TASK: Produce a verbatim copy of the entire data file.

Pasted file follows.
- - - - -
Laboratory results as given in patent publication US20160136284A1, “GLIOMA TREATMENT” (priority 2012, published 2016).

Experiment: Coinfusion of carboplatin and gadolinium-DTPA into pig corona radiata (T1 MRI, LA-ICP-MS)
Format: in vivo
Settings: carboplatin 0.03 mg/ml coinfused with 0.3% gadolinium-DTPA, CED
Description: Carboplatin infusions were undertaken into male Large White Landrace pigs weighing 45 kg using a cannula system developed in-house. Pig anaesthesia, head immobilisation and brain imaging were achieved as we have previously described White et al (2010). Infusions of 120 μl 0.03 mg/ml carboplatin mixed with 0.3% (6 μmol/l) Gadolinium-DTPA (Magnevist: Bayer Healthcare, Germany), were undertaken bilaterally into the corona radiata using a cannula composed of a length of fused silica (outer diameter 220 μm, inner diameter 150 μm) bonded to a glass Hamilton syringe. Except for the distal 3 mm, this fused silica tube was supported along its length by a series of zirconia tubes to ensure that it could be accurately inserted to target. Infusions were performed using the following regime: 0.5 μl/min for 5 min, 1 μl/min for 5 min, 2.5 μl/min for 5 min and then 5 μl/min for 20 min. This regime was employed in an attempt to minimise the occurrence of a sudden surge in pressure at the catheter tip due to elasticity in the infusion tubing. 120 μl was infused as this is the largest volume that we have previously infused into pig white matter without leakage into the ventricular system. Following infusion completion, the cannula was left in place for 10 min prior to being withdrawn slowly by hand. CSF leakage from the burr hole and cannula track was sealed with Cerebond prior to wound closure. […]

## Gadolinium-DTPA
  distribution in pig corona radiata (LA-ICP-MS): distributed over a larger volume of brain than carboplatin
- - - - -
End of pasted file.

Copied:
Laboratory results as given in patent publication US20160136284A1, “GLIOMA TREATMENT” (priority 2012, published 2016).

Experiment: Coinfusion of carboplatin and gadolinium-DTPA into pig corona radiata (T1 MRI, LA-ICP-MS)
Format: in vivo
Settings: carboplatin 0.03 mg/ml coinfused with 0.3% gadolinium-DTPA, CED
Description: Carboplatin infusions were undertaken into male Large White Landrace pigs weighing 45 kg using a cannula system developed in-house. Pig anaesthesia, head immobilisation and brain imaging were achieved as we have previously described White et al (2010). Infusions of 120 μl 0.03 mg/ml carboplatin mixed with 0.3% (6 μmol/l) Gadolinium-DTPA (Magnevist: Bayer Healthcare, Germany), were undertaken bilaterally into the corona radiata using a cannula composed of a length of fused silica (outer diameter 220 μm, inner diameter 150 μm) bonded to a glass Hamilton syringe. Except for the distal 3 mm, this fused silica tube was supported along its length by a series of zirconia tubes to ensure that it could be accurately inserted to target. Infusions were performed using the following regime: 0.5 μl/min for 5 min, 1 μl/min for 5 min, 2.5 μl/min for 5 min and then 5 μl/min for 20 min. This regime was employed in an attempt to minimise the occurrence of a sudden surge in pressure at the catheter tip due to elasticity in the infusion tubing. 120 μl was infused as this is the largest volume that we have previously infused into pig white matter without leakage into the ventricular system. Following infusion completion, the cannula was left in place for 10 min prior to being withdrawn slowly by hand. CSF leakage from the burr hole and cannula track was sealed with Cerebond prior to wound closure. […]

## Gadolinium-DTPA
  distribution in pig corona radiata (LA-ICP-MS): distributed over a larger volume of brain than carboplatin